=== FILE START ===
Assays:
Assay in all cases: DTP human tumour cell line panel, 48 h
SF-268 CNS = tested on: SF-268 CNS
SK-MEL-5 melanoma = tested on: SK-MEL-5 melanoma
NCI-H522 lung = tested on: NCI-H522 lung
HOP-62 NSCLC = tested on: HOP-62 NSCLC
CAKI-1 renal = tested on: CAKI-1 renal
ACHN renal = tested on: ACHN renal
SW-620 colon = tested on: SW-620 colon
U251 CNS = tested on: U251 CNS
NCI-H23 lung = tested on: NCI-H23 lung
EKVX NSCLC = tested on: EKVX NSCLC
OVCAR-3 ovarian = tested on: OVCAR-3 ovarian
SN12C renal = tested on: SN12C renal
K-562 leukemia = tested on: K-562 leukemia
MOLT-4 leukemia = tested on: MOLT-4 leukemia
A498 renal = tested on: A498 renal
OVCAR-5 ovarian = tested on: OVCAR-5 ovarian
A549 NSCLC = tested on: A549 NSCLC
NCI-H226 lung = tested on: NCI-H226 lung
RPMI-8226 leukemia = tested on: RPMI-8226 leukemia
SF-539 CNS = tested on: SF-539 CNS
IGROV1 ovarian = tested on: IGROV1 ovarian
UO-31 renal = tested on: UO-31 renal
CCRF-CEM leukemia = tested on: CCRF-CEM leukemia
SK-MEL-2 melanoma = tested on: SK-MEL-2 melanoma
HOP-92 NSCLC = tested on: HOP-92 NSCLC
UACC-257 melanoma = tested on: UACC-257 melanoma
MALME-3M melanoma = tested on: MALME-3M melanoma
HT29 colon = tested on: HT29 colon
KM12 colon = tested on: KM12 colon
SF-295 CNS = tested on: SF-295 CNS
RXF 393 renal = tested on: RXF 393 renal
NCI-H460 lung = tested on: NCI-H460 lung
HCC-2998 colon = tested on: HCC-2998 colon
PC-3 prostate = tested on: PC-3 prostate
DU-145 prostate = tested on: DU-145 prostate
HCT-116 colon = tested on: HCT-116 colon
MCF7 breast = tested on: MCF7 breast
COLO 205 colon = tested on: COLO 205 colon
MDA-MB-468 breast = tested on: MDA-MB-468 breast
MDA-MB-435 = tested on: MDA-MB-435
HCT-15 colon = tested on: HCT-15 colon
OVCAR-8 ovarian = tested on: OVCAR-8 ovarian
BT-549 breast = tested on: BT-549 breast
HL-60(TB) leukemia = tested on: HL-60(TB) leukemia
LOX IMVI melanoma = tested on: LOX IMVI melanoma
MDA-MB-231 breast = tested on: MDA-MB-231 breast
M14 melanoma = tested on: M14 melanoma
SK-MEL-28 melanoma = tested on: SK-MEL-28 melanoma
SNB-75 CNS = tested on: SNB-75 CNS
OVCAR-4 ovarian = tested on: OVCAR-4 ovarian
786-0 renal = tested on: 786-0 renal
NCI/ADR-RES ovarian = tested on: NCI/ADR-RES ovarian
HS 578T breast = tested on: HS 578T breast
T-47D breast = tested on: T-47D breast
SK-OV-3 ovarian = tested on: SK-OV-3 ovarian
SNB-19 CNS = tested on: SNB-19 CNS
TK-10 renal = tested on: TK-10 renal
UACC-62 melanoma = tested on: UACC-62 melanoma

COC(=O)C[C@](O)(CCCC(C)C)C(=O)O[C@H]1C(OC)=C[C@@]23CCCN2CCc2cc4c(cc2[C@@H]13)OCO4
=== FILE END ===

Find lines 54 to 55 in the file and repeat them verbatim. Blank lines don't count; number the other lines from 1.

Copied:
NCI/ADR-RES ovarian = tested on: NCI/ADR-RES ovarian
HS 578T breast = tested on: HS 578T breast